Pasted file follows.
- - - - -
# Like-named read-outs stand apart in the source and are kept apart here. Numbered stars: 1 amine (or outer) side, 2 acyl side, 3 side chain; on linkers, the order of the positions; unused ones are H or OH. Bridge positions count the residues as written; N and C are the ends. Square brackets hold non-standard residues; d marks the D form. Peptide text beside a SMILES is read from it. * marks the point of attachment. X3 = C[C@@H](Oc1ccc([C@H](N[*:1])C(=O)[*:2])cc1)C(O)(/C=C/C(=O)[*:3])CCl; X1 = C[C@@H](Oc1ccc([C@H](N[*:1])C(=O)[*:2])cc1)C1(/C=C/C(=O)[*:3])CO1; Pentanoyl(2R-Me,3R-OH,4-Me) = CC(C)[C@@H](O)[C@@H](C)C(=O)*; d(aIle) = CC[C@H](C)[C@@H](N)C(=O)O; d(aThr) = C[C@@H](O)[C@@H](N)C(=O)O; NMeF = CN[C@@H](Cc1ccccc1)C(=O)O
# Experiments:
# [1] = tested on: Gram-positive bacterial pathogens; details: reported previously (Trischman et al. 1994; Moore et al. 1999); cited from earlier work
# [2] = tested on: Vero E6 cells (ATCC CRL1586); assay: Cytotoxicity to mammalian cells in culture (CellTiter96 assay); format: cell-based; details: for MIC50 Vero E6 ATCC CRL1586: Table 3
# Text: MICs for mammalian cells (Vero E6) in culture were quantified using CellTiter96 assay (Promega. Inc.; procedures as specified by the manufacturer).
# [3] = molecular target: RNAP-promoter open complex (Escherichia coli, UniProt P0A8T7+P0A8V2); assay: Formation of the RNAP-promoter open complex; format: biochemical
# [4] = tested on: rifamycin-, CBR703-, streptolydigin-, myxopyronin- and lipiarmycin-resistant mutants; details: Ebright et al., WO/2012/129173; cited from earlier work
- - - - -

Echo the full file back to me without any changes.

# Like-named read-outs stand apart in the source and are kept apart here. Numbered stars: 1 amine (or outer) side, 2 acyl side, 3 side chain; on linkers, the order of the positions; unused ones are H or OH. Bridge positions count the residues as written; N and C are the ends. Square brackets hold non-standard residues; d marks the D form. Peptide text beside a SMILES is read from it. * marks the point of attachment. X3 = C[C@@H](Oc1ccc([C@H](N[*:1])C(=O)[*:2])cc1)C(O)(/C=C/C(=O)[*:3])CCl; X1 = C[C@@H](Oc1ccc([C@H](N[*:1])C(=O)[*:2])cc1)C1(/C=C/C(=O)[*:3])CO1; Pentanoyl(2R-Me,3R-OH,4-Me) = CC(C)[C@@H](O)[C@@H](C)C(=O)*; d(aIle) = CC[C@H](C)[C@@H](N)C(=O)O; d(aThr) = C[C@@H](O)[C@@H](N)C(=O)O; NMeF = CN[C@@H](Cc1ccccc1)C(=O)O
# Experiments:
# [1] = tested on: Gram-positive bacterial pathogens; details: reported previously (Trischman et al. 1994; Moore et al. 1999); cited from earlier work
# [2] = tested on: Vero E6 cells (ATCC CRL1586); assay: Cytotoxicity to mammalian cells in culture (CellTiter96 assay); format: cell-based; details: for MIC50 Vero E6 ATCC CRL1586: Table 3
# Text: MICs for mammalian cells (Vero E6) in culture were quantified using CellTiter96 assay (Promega. Inc.; procedures as specified by the manufacturer).
# [3] = molecular target: RNAP-promoter open complex (Escherichia coli, UniProt P0A8T7+P0A8V2); assay: Formation of the RNAP-promoter open complex; format: biochemical
# [4] = tested on: rifamycin-, CBR703-, streptolydigin-, myxopyronin- and lipiarmycin-resistant mutants; details: Ebright et al., WO/2012/129173; cited from earlier work